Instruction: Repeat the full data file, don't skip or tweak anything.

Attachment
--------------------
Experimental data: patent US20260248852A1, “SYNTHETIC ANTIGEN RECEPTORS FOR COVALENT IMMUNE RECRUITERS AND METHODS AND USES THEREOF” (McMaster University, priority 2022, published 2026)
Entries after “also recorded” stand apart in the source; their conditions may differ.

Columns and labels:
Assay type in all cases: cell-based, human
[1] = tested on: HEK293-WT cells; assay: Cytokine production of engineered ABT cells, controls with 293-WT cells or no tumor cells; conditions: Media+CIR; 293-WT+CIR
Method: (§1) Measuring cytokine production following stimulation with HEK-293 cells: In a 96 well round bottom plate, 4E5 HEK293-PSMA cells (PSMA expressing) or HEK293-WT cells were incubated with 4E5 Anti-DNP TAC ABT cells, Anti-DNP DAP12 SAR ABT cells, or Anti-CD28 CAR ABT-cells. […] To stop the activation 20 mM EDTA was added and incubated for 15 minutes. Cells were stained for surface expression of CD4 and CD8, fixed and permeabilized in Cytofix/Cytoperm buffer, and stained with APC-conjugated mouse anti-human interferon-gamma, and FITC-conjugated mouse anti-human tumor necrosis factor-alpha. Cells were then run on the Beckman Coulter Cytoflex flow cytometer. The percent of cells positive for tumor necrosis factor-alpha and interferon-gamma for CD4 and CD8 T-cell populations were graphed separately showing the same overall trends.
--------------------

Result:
Experimental data: patent US20260248852A1, “SYNTHETIC ANTIGEN RECEPTORS FOR COVALENT IMMUNE RECRUITERS AND METHODS AND USES THEREOF” (McMaster University, priority 2022, published 2026)
Entries after “also recorded” stand apart in the source; their conditions may differ.

Columns and labels:
Assay type in all cases: cell-based, human
[1] = tested on: HEK293-WT cells; assay: Cytokine production of engineered ABT cells, controls with 293-WT cells or no tumor cells; conditions: Media+CIR; 293-WT+CIR
Method: (§1) Measuring cytokine production following stimulation with HEK-293 cells: In a 96 well round bottom plate, 4E5 HEK293-PSMA cells (PSMA expressing) or HEK293-WT cells were incubated with 4E5 Anti-DNP TAC ABT cells, Anti-DNP DAP12 SAR ABT cells, or Anti-CD28 CAR ABT-cells. […] To stop the activation 20 mM EDTA was added and incubated for 15 minutes. Cells were stained for surface expression of CD4 and CD8, fixed and permeabilized in Cytofix/Cytoperm buffer, and stained with APC-conjugated mouse anti-human interferon-gamma, and FITC-conjugated mouse anti-human tumor necrosis factor-alpha. Cells were then run on the Beckman Coulter Cytoflex flow cytometer. The percent of cells positive for tumor necrosis factor-alpha and interferon-gamma for CD4 and CD8 T-cell populations were graphed separately showing the same overall trends.